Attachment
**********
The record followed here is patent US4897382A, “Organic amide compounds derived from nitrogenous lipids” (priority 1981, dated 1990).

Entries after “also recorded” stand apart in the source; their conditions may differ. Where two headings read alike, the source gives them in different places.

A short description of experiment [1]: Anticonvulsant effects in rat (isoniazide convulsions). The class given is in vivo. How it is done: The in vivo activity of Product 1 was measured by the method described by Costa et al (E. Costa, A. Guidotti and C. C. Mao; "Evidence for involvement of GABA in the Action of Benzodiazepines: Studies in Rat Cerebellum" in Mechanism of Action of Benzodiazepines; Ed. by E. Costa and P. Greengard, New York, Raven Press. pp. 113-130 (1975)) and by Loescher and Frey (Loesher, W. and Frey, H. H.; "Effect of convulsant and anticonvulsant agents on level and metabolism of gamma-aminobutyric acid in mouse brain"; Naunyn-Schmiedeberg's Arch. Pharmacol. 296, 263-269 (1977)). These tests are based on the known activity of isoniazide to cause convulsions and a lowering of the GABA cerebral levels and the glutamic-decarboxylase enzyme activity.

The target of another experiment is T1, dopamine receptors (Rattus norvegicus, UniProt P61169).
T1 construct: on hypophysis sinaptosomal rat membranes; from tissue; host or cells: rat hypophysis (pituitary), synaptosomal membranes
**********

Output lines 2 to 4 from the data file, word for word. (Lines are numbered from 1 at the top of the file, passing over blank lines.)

Entries after “also recorded” stand apart in the source; their conditions may differ. Where two headings read alike, the source gives them in different places.

A short description of experiment [1]: Anticonvulsant effects in rat (isoniazide convulsions). The class given is in vivo. How it is done: The in vivo activity of Product 1 was measured by the method described by Costa et al (E. Costa, A. Guidotti and C. C. Mao; "Evidence for involvement of GABA in the Action of Benzodiazepines: Studies in Rat Cerebellum" in Mechanism of Action of Benzodiazepines; Ed. by E. Costa and P. Greengard, New York, Raven Press. pp. 113-130 (1975)) and by Loescher and Frey (Loesher, W. and Frey, H. H.; "Effect of convulsant and anticonvulsant agents on level and metabolism of gamma-aminobutyric acid in mouse brain"; Naunyn-Schmiedeberg's Arch. Pharmacol. 296, 263-269 (1977)). These tests are based on the known activity of isoniazide to cause convulsions and a lowering of the GABA cerebral levels and the glutamic-decarboxylase enzyme activity.

The target of another experiment is T1, dopamine receptors (Rattus norvegicus, UniProt P61169).